Sunday, April 27, 2008

Colliding galaxies

On April 24, 2008, the Hubble Space Telescope marked the 18th anniversary of its launch. In celebration of this event, the HubbleSite released 59 fantastic images of galaxies colliding. These three are just samples of the awe-inspiring photographs on the site. And as you're looking at the images, remember that all these collisions happened hundreds of millions of years ago because that's how long it took the light from them to reach us. Hie yourself over to the article Cosmic Collisions Galore! and get your mind blown away.

This peculiar, butterfly- or lobster-shaped galaxy consisting of two smaller merging galaxies lies in the constellation of Ophiuchus, the Serpent Holder, some 400 million light-years away. It has two giant black holes—about 3,000 light-years apart—which are drifting towards each another and will eventually merge into a larger black hole. The merging process, which began about 30 million years ago, will be complete in some tens to hundreds of millions of years.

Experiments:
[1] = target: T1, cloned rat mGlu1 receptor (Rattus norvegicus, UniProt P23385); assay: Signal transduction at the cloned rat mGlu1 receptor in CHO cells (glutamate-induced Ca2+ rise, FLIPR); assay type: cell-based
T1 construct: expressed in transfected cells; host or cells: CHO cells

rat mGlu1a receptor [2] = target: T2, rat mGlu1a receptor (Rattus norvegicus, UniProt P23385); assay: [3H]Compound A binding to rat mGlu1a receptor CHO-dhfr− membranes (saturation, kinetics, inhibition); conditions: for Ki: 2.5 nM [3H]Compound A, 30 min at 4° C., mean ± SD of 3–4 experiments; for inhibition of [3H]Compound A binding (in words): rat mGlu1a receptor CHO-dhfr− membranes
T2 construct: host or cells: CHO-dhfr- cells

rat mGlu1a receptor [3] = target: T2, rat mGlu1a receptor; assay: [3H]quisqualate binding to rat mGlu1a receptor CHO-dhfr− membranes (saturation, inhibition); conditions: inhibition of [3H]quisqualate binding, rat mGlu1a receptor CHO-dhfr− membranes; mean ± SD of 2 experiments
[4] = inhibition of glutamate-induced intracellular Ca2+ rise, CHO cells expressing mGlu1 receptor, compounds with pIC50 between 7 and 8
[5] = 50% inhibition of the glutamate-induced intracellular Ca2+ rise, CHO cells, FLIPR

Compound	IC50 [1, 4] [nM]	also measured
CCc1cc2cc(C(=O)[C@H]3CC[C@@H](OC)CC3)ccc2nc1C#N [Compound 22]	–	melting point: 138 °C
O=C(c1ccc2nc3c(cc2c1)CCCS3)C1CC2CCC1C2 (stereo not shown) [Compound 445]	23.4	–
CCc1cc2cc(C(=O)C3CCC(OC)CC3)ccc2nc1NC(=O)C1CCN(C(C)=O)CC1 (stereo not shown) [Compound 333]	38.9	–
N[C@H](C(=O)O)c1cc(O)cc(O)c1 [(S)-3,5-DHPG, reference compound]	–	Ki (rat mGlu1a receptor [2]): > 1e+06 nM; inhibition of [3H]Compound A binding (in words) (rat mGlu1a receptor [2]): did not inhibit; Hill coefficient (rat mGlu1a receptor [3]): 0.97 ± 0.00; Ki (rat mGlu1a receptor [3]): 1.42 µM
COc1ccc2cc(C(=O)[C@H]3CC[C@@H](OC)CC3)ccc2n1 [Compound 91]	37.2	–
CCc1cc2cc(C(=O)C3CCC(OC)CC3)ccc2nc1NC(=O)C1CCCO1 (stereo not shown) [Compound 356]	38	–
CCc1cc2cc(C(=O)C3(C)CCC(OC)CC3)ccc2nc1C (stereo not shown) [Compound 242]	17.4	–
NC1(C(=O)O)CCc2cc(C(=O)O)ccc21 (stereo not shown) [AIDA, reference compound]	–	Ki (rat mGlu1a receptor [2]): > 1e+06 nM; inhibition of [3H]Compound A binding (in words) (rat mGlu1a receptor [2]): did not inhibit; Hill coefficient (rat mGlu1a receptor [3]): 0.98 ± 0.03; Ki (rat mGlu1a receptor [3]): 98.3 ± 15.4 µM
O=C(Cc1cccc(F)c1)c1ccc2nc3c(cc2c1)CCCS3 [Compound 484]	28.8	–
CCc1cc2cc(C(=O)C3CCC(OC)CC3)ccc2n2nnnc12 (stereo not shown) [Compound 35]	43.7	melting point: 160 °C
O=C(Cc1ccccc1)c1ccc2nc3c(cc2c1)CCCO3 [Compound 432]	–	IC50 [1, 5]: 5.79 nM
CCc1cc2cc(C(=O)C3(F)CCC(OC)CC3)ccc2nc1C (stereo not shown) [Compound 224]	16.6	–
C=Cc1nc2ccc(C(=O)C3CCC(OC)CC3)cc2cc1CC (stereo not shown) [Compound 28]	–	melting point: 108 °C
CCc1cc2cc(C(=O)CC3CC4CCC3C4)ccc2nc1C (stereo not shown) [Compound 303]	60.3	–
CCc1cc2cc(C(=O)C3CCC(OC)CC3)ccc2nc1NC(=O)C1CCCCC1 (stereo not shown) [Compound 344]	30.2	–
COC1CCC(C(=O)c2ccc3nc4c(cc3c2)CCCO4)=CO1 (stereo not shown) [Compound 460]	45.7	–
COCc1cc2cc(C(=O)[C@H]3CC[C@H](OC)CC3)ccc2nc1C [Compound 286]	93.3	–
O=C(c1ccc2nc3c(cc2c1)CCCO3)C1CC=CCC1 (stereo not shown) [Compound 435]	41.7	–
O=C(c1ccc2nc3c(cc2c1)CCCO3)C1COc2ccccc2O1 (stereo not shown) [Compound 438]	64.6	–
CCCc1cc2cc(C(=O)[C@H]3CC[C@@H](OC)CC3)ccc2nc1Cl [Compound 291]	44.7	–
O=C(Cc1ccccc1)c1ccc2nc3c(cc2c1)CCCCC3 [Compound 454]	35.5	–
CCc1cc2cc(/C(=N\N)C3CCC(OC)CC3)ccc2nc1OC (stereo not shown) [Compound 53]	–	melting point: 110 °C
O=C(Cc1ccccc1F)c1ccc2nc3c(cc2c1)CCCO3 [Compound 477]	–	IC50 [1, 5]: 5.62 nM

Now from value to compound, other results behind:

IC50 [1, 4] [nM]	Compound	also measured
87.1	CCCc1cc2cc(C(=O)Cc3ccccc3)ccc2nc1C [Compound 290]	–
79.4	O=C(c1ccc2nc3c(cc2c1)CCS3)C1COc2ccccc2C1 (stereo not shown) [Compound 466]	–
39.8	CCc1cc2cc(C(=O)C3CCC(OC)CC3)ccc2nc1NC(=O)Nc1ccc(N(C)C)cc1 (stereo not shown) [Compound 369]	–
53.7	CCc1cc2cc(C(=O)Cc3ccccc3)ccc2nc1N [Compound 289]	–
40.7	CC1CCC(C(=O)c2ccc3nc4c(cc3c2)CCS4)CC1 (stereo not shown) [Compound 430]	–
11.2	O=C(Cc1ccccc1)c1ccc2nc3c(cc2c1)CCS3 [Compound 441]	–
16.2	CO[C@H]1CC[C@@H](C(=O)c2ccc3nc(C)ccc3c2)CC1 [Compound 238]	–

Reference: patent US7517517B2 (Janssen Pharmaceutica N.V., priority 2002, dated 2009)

galaxies colliding in the Ophiuchus constellation
This is the staggering aftermath of an encounter between two galaxies, resulting in a ring-shaped galaxy and a long-tailed companion. It is located in the constellation of Ursa Major, the Great Bear, approximately 500 million light-years away.
galaxies colliding in the Ursa Major constellation
A remarkable collision between two spiral galaxies located in the constellation of Hercules. The galaxy cluster is part of the Great Wall of clusters and superclusters, the largest known structure in the universe. The two spiral galaxies are linked by their swirling arms, and is located some 450 million light-years away from Earth.
galaxies colliding in the Hercules constellation

All text and images from the article Cosmic Collisions Galore!

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